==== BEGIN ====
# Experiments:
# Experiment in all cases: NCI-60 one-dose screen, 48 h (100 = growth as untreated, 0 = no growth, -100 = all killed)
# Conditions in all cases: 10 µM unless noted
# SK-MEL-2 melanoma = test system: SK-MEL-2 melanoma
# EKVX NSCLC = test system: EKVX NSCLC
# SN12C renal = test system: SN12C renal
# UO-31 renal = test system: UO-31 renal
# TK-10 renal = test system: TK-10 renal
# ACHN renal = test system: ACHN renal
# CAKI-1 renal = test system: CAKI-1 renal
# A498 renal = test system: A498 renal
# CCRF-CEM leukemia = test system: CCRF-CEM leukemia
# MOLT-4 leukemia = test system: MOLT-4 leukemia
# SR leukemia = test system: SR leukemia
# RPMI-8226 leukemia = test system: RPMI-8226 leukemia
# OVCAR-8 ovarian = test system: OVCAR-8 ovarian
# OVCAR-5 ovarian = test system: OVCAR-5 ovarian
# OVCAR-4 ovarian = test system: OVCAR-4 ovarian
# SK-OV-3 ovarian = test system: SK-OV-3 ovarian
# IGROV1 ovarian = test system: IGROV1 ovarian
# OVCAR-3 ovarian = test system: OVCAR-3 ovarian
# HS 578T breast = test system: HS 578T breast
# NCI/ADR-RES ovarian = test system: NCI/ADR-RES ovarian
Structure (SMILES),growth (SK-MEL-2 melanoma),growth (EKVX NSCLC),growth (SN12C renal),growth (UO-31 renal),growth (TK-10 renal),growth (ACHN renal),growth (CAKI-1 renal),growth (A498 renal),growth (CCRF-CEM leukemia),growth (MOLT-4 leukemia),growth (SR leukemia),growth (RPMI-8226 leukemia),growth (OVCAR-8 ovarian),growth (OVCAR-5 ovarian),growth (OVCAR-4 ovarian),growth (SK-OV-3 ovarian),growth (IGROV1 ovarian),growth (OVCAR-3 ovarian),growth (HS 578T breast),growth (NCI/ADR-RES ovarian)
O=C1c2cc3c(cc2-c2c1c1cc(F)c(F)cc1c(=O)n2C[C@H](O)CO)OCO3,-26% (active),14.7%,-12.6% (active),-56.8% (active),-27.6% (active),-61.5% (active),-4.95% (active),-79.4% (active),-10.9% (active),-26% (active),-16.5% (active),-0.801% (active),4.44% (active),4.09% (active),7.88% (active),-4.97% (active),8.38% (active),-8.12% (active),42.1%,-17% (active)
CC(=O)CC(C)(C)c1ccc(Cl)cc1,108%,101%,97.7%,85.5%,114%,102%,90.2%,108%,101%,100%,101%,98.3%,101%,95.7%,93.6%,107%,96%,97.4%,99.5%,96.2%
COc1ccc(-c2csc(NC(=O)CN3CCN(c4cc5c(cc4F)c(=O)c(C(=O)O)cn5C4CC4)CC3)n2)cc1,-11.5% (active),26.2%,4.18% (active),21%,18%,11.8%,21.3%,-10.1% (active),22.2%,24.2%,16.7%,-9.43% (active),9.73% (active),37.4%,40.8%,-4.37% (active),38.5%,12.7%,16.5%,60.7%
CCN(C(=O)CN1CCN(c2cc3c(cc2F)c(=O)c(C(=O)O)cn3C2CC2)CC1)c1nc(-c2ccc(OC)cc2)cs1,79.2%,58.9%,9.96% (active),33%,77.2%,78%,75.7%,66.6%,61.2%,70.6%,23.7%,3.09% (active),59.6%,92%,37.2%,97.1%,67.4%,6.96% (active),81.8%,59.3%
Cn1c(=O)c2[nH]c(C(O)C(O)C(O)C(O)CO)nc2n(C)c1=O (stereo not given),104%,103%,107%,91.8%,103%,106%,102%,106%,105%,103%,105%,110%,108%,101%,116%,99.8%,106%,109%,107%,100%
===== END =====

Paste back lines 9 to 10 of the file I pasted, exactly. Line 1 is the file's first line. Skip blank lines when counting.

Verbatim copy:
# ACHN renal = test system: ACHN renal
# CAKI-1 renal = test system: CAKI-1 renal